A roller skating rink was opened in Faversham in 1910 in an old barge chandlers on the bank of the Creek near the bridge, on land now used as a factory car park. The rink was a huge success when it opened, and a roller hockey club was soon formed. Keen players were split into teams and competed against other local towns and further afield. The best players from the four Faversham teams in 1921 were selected to become a representative town side.
One fine sporting gesture drawn attention to in this Paper as regards roller hockey was that they did not use reserves. If a player was injured and unable to continue playing in a match, the opposition would withdraw one of their players to redress the balance.
Disaster struck in 1925, however, when the skating rink was completely destroyed by fire. Unfortunately, the building had not been insured, and was never replaced. However, this was not the end. Despite often being rivals in competitions, Herne Bay generously allowed the young Faversham players to continue training using their rink.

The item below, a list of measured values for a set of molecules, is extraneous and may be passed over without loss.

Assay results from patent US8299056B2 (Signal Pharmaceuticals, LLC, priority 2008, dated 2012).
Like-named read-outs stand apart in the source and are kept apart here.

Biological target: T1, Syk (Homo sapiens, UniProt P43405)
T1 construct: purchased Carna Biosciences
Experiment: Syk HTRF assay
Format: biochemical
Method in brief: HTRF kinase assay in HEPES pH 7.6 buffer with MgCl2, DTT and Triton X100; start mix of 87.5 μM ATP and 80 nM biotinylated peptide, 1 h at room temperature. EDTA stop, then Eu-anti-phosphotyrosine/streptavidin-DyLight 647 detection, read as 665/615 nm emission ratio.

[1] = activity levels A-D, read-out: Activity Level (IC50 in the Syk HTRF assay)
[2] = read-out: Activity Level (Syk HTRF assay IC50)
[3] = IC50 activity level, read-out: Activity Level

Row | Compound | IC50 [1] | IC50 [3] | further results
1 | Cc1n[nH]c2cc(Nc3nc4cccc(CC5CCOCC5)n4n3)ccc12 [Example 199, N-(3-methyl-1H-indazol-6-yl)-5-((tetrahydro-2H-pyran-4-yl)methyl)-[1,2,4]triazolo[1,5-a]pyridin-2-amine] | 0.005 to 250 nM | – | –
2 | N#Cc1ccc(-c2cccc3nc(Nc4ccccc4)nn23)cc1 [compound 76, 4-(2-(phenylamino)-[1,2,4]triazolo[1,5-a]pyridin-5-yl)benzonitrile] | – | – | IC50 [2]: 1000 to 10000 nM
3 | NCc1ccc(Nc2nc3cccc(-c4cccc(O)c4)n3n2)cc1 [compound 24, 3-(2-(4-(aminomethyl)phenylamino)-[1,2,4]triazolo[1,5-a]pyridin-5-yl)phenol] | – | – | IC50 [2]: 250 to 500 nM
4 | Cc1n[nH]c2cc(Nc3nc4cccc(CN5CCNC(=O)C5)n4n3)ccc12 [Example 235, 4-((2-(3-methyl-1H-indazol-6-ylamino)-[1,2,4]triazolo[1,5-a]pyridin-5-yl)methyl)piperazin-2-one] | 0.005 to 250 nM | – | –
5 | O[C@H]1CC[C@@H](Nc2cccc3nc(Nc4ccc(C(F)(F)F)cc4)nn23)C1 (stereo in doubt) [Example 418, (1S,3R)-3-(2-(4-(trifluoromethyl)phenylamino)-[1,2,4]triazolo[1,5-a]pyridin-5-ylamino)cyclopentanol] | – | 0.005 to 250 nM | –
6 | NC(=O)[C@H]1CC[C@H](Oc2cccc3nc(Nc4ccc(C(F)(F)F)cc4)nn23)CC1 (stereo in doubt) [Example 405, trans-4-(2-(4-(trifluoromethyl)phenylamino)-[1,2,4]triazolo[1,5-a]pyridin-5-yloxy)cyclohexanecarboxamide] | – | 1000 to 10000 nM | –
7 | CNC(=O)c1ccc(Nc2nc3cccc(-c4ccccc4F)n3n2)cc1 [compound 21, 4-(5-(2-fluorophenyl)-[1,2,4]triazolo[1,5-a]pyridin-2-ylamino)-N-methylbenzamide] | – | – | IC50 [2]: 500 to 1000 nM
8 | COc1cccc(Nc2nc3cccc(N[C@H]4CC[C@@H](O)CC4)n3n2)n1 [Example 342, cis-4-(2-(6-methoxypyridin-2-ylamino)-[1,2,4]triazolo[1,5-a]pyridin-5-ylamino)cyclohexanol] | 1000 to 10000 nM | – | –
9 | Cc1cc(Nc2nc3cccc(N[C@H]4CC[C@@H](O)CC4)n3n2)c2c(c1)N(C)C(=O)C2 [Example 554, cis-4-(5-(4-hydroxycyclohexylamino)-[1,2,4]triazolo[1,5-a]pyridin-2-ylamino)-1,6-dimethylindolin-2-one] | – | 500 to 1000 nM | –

The Faversham team’s finest hour was undoubtedly in the 1929/1930 season, when they were invited to represent England at Montreux in Switzerland to try and win the Cup of Nations. There were national teams from France, Germany, Italy and Belgium – against a team of players from a small town in Kent, which did not even have its own rink! How did they get on? The Paper contains press cuttings galore and many photographs to explain what happened.
Perhaps it is worth adding that Herne Bay still has a skating rink and are still playing matches in a league. After reading Fred’s Paper, it begs the question: if only the rink had been rebuilt, and the Club continued, what could have been achieved?